time The Capitalist reported on the activities of Evolution Securities’ head of fixed income Gary Jenkins, he was fantasising about taking over ratings agencies and hiring Natalie Portman as his PA.
He has been putting his wild imagination to other productive uses recently, it seems, churning out a re-imagining of Charles Dickens’ A Christmas Carol for his Credit Matters magazine column last week.
And in the mind of a bonds analyst, guess who takes the role of Scrooge? That’s right, German chancellor Angela Merkel: “Some saw her as hard and sharp as ﬂint, which no warmth could warm,” he writes. “She considered herself as a professional keeper of the ﬂame.”
As for the “ghosts of Deutschmarks past”, Jenkins brings us a bond analyst; for the present, ECB president Jean-Claude Trichet (“It appears that I am being asked to undertake a number of different responsibilities at this time which were not part of my original mandate”); and for Christmases future, an evil ghost of a ruined Europe in the wake of a euro collapse.
But this re-telling has a realist twist. Instead of embracing fiscal union, Merkel dismisses her revelations and “with a smile on her face and a spring in her step she went downstairs to stuff the turkey”.
It might have been a year of uncertainty for investors, but the City parties on, according to the annual Christmas survey by the London Chamber of Commerce and Industry.
The research shows that more than half of licensed venues (that is, bars, clubs and the like) surveyed said that business is more profitable than it was this time last year. Overall, 48 per cent of venue managers said that trading was better, 32 per cent said it was much the same, with only 20 per cent saying it was worse.
And unlike in 2009, party venues are reporting less reliance on one-time spending events like Christmas.
Just 30 per cent said that the festivities accounted for 11 to 25 per cent of annual turnover, versus more than half in 2009.
The EU might be doing its best to stamp on City exuberance with new bonus rules out recently, but it just goes to show that you can’t keep a banker away from her gin and tonic for long.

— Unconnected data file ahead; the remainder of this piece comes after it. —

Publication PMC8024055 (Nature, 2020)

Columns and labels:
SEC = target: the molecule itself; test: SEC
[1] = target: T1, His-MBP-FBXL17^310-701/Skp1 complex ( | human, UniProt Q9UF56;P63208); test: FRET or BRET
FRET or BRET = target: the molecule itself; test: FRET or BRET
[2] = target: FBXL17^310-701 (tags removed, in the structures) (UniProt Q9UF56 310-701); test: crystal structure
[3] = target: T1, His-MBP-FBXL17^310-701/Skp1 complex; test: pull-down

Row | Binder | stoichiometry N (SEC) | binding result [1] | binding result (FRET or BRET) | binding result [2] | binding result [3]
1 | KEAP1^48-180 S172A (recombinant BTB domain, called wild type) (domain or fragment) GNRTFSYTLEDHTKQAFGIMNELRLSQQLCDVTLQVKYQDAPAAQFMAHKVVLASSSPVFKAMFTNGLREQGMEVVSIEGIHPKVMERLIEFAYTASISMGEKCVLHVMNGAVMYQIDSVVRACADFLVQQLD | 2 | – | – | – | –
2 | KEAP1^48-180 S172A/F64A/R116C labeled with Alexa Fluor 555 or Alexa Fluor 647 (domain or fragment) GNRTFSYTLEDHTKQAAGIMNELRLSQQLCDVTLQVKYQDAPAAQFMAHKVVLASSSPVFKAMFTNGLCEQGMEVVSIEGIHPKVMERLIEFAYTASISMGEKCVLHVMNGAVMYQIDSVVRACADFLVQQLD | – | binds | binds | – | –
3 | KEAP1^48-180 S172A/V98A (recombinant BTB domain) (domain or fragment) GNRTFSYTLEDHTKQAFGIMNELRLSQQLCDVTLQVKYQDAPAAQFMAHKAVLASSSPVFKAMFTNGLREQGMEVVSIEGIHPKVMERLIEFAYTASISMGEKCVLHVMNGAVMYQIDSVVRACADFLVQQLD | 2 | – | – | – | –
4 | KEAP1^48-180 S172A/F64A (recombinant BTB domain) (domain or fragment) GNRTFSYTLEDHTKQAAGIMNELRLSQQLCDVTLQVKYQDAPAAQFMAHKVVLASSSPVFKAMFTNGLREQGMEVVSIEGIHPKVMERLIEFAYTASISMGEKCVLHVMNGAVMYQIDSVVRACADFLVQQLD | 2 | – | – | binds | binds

It might not be the season for icecream, but the City of London Corporation never stops thinking about the regulation of our summer treats.
The Corporation just slapped its first ever immediate injunction in the Square Mile on Piccadilly Whip Catering Limited.
But what offence is this dastardly organisation accused of committing?
Selling icecream on the street without a license, it seems.
“We’re clamping down on icecream vendors because of reported overpricing – with some tourists being charged up to £5 for a cornet (sic) – and concerns over health and safety,” said a City spokesman yesterday.
Now a fiver might be a bit steep for a couple of strawberry scoops on a sugar cone, but The Capitalist is pretty sure that the heavens’ dramatic intervention in the form of freezing temperatures will be just as effective an injunction on icecream consumption as any imposed by the High Court.
Rumours abound of a possible tie-up between Facebook and Chinese search engine Baidu.
But these new media types have a funny way of denying market whispers. Not for them the bland, “We do not comment on speculation”.
Instead, a spokesman told The Guardian: “It was just two nerds comparing notes. Keep the speculation in check.”
Nice to inspire such respect from your own press goons, eh?
Labour leader Ed Miliband is clamping down on loose language, according to reports.
In a memo to his Shadow Cabinet recently, he informed them that the use of the descriptive phrase “coalition government” is no longer au fait. It sounds much too friendly, apparently.
So what sanctioned language will the new Party machinery accept? “Conservative-led government” is A-OK.
A curious prohibition, you might think, given that the Tories currently poll around 37 per cent, versus their friendly coalition partners’ recent low of 11.
Is it possible that Ed has spun himself into a frenzied re-imagining of the 90s?